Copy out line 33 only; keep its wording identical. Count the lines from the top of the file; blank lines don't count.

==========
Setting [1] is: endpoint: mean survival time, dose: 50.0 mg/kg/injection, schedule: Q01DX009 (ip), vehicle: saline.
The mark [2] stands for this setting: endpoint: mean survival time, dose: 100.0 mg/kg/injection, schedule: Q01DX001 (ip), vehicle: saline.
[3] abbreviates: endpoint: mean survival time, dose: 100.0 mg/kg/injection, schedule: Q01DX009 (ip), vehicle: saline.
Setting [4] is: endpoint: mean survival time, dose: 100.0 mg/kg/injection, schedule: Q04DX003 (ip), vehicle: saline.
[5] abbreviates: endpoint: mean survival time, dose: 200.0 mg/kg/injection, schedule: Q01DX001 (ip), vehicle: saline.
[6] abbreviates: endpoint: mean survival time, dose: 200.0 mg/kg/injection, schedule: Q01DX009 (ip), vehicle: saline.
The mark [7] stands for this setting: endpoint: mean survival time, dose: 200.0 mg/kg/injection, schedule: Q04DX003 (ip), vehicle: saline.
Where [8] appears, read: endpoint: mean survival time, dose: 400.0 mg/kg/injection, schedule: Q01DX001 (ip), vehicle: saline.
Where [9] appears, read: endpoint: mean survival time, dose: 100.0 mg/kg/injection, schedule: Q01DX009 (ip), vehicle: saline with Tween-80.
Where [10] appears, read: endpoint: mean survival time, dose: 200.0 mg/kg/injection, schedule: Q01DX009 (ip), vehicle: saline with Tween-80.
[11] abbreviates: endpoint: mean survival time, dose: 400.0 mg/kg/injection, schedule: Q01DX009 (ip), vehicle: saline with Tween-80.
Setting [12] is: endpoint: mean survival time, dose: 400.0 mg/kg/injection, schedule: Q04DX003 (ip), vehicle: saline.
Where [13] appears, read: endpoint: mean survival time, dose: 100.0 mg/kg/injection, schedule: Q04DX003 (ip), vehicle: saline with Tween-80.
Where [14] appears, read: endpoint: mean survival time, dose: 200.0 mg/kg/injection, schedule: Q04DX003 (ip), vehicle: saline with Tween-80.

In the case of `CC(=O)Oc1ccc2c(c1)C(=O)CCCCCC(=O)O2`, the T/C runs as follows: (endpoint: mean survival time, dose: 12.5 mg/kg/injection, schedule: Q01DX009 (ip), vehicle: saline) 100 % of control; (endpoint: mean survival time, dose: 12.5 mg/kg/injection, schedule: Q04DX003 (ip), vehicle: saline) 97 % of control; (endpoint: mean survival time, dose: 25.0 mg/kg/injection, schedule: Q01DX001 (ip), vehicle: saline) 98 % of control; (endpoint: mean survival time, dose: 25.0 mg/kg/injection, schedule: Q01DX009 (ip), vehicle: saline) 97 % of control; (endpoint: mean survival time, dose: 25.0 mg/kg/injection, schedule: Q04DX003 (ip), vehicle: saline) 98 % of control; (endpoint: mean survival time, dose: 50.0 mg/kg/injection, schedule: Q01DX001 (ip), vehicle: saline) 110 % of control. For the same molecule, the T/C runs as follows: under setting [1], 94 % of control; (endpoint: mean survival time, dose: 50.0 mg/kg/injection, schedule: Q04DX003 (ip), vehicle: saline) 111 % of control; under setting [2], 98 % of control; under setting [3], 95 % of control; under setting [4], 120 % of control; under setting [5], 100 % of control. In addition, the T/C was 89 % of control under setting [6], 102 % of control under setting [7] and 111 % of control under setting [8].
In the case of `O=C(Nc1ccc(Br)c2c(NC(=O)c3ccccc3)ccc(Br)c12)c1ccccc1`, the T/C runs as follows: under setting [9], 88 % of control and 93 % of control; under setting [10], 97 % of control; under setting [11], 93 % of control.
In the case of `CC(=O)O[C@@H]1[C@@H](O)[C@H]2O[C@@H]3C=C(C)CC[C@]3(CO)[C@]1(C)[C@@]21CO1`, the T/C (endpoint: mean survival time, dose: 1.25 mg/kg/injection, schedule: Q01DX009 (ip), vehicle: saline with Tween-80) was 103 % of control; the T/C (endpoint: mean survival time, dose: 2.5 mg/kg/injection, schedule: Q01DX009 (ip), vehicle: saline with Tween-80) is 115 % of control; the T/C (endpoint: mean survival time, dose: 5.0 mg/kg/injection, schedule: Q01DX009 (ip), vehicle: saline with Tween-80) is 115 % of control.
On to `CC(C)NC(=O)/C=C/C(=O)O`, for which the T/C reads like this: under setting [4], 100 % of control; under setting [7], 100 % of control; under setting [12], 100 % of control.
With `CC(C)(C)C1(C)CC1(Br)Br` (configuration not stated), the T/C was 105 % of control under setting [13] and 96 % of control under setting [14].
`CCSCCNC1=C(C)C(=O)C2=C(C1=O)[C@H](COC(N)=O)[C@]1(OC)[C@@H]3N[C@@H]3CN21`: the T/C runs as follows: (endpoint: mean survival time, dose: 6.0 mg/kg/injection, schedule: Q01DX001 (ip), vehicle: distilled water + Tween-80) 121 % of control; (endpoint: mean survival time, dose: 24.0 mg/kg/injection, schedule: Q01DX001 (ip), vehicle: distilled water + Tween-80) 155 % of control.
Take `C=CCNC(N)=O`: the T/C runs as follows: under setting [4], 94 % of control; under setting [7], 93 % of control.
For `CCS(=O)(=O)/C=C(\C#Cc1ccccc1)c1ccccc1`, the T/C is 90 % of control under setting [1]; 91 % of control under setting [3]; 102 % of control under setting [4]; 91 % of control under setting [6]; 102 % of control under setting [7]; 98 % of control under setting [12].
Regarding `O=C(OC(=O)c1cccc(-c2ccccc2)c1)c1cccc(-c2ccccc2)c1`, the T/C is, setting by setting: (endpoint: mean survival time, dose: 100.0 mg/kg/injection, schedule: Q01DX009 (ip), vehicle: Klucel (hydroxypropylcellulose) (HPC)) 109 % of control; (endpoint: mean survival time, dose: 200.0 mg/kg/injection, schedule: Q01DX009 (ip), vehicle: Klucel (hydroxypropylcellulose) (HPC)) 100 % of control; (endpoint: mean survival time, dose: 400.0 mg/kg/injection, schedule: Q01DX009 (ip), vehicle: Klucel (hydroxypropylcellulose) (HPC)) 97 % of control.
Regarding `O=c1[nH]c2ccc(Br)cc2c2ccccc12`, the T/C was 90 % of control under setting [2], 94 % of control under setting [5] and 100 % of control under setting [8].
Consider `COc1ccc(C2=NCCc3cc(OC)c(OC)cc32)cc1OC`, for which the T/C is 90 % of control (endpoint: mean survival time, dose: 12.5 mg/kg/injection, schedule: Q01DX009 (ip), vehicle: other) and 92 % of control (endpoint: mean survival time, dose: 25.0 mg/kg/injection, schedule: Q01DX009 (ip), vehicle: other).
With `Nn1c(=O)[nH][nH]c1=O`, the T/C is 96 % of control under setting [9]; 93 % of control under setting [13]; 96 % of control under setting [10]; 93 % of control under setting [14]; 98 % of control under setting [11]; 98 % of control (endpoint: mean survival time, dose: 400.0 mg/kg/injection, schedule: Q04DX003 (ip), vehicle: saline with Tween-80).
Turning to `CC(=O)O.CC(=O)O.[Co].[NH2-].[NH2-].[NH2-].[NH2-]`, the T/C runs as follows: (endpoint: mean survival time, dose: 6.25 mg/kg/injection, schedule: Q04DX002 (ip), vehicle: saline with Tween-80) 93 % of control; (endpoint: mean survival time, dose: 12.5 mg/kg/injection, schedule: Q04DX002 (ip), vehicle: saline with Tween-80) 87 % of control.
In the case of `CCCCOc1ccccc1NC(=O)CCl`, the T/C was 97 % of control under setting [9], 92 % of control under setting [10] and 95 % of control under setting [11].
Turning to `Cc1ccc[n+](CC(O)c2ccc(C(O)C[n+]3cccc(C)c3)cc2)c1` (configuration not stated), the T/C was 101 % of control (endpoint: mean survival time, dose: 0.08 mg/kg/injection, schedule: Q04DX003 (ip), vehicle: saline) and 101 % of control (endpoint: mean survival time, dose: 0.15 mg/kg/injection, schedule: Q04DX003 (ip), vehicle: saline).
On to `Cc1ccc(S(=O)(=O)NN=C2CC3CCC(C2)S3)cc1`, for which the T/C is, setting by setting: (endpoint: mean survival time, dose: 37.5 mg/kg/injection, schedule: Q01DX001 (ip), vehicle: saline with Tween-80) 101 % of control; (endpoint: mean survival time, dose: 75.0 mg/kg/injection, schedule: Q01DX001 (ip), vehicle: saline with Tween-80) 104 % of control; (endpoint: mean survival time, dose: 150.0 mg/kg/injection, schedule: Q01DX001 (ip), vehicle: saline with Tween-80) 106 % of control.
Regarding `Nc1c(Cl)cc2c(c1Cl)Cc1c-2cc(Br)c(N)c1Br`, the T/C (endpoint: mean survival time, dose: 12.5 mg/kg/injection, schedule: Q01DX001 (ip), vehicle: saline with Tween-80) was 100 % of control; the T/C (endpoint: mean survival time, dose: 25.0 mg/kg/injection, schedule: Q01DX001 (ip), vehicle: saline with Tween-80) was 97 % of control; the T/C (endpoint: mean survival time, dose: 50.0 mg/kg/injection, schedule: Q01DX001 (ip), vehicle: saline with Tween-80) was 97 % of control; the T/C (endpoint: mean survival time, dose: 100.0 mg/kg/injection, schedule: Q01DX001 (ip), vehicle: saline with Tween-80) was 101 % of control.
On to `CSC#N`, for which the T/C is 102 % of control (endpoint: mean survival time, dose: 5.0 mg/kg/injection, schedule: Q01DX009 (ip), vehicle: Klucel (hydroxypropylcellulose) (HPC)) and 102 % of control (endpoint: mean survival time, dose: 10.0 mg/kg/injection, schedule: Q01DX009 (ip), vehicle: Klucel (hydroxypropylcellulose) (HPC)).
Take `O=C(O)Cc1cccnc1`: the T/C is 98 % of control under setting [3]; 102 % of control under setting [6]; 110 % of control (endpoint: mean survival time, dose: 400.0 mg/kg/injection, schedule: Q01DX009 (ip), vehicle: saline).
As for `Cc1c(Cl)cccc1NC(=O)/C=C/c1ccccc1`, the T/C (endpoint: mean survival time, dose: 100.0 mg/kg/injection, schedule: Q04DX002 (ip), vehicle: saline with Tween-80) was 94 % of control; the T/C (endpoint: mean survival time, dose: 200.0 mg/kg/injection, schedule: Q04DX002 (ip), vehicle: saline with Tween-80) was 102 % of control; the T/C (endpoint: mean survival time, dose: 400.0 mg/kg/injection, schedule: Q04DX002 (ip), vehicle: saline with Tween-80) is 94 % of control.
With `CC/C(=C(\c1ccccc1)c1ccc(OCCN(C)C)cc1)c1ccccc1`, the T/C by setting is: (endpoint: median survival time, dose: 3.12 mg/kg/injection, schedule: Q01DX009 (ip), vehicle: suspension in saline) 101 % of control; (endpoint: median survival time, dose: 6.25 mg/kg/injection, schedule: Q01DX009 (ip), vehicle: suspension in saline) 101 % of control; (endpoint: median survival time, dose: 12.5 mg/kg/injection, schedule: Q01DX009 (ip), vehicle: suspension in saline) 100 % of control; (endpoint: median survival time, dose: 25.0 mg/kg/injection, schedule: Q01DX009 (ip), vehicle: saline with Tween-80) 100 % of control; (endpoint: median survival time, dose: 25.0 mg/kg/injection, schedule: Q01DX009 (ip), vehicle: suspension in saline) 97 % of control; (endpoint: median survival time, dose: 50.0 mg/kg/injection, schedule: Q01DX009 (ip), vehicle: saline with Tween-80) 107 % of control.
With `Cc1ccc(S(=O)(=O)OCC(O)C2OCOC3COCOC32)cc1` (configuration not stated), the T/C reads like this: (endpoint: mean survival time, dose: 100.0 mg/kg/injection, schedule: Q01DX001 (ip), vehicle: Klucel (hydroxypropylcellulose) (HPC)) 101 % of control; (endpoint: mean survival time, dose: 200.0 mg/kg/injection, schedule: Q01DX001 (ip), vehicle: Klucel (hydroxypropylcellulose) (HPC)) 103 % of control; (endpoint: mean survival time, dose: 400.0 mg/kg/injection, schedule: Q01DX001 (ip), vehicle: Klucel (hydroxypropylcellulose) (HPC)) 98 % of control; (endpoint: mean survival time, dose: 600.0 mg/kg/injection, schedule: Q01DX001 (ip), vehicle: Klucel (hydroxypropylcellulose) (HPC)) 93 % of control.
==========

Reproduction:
Take `O=C(O)Cc1cccnc1`: the T/C is 98 % of control under setting [3]; 102 % of control under setting [6]; 110 % of control (endpoint: mean survival time, dose: 400.0 mg/kg/injection, schedule: Q01DX009 (ip), vehicle: saline).